PG: Devo Davis (JR; 8.2 PPG)
SG: Anthony Black (FR; 12.2 PPG)
SF: Ricky Council IV (JR; 17.9 PPG)
PF: Jordan Walsh (FR; 8 PPG)
C: Makhi Mitchell (SR; 7.5 PPG)
Key Bench Players: Trevon Brazile (SO.) and Nick Smith Jr. (FR.) are both out indefinitely with injuries, leaving Jalen Graham (SR; 5.4 PPG) as the only bench player with 5+ points.
*These are projected starters for each team, based on previous games and media updates
Get To Know Arkansas
Defense is the name of the game for the Hogs.
Arkansas showcases the nation’s fifth-best adjusted defensive efficiency per Ken Pomeroy, holding opponents to a 28.4% mark from beyond the arc, a 47.2% tally from two-point range while also grabbing 12.5 steals per game.
Similarly to this year’s Tigers, the Hogs capitalize on opponents’ mistakes and turnovers to drive their offensive success.
In five of its 13 games, Arkansas has forced at least 20 turnovers, guiding the Hogs to the nation’s No. 10 turnover margin (+5.5) and No. 13 mark in turnovers forced per game (18.08/gm). Those tallies have allowed Arkansas to out-score opponents via the fast break game, giving the Hogs a top-50 adjusted tempo.
Arkansas’ ability to break out in transition makes up for its inability to shoot effectively on three-point opportunities. The Hogs shoot just 30% from beyond the arc, which ranks 320th in the nation, and average an uninspiring 4.8 three-pointers per game.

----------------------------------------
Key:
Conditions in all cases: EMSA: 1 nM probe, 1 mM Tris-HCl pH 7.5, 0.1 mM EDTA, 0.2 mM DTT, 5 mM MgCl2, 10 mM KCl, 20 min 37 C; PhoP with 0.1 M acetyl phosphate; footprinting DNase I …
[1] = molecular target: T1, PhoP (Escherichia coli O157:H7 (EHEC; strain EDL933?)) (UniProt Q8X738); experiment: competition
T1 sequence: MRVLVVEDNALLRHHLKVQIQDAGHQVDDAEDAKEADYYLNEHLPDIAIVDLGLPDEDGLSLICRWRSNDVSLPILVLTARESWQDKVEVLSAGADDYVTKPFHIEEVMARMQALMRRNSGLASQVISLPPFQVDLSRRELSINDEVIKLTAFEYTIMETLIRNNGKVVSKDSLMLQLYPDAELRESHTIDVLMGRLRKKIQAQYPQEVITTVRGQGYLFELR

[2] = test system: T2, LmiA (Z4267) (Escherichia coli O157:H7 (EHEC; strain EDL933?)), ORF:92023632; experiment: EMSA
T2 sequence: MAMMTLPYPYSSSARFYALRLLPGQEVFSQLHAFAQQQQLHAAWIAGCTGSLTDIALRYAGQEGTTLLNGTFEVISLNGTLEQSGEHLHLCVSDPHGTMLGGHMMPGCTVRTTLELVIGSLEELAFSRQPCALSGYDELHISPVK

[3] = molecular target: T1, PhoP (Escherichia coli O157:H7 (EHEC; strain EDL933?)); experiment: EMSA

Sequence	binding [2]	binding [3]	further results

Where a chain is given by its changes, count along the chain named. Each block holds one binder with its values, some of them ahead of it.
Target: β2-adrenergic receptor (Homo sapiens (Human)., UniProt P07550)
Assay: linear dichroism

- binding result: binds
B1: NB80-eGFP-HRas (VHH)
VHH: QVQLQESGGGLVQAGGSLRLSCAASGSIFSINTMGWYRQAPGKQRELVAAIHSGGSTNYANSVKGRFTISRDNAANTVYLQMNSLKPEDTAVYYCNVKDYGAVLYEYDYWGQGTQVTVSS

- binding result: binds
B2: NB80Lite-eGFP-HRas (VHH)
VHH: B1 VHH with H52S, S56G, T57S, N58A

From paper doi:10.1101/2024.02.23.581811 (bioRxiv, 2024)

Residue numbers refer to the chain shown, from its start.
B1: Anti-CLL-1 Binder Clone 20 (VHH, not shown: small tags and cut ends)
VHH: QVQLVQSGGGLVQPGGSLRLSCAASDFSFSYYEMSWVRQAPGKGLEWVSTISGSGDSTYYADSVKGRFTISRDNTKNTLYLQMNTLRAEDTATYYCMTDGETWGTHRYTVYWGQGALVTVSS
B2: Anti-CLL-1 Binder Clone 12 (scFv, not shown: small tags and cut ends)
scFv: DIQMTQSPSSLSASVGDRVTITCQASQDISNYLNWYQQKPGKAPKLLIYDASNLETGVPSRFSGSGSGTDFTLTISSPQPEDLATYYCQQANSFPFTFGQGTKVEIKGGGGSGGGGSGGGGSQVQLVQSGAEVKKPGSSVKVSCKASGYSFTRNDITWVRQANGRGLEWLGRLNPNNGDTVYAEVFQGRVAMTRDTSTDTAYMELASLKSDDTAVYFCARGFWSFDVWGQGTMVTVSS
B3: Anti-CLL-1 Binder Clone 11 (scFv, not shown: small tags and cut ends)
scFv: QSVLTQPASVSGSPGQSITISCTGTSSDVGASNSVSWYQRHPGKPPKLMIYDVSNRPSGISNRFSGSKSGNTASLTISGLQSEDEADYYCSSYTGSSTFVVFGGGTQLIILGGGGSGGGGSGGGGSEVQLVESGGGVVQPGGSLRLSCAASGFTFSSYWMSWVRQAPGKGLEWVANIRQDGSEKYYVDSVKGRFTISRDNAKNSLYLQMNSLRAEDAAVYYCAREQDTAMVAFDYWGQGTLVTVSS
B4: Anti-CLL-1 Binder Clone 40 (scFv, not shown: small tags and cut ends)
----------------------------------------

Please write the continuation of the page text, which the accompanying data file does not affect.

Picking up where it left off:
As a result, two-pointers account for over 60% of Arkansas’ total points. Without those high-efficiency makes, the Hogs are limited offensively with a middle-of-the-pack free throw percentage and an above-average reliance on fast break opportunities.
As for the Arkansas roster, the Hogs will showcase their starters throughout a majority of the game.
Ricky Council IV will lead this charge, as a 17.9-point per game scorer. The junior guard averages the most minutes played in SEC play, ranks No. 3 in the conference in scoring and has grabbed 23 steals.
Giving Arkansas its second double-digit scorer is Anthony Black, a freshman who leads the team in assists, steals and three-pointers while adding an all-around impact on the court. Black shoots 50% from the field, including a 36% mark from beyond the arc despite averaging slightly less than three three-point attempts per game.
Devo Davis, Jordan Walsh and Makhi Mitchell round out the starting lineup, combining for 23.7 points per game while helping to anchor the rebounding game. Walsh, in particular, has taken a step forward recently, averaging 11.8 points and shooting 59.4% over his last four games.
As mentioned earlier, the Hogs will be without two major contributors on offense, Brazile and freshman Nick Smith, Jr., who are both sidelined with injuries. Smith is ruled out indefinitely with a right knee injury after averaging 12.8 points per game, and Brazile is sidelined after averaging 11.8 points and six rebounds per contest.
3 Keys To The Game
1. Slow down Ricky Council IV
Ricky Council IV is the workhorse of the Hogs, and he will prove to be quite a handful for Mizzou.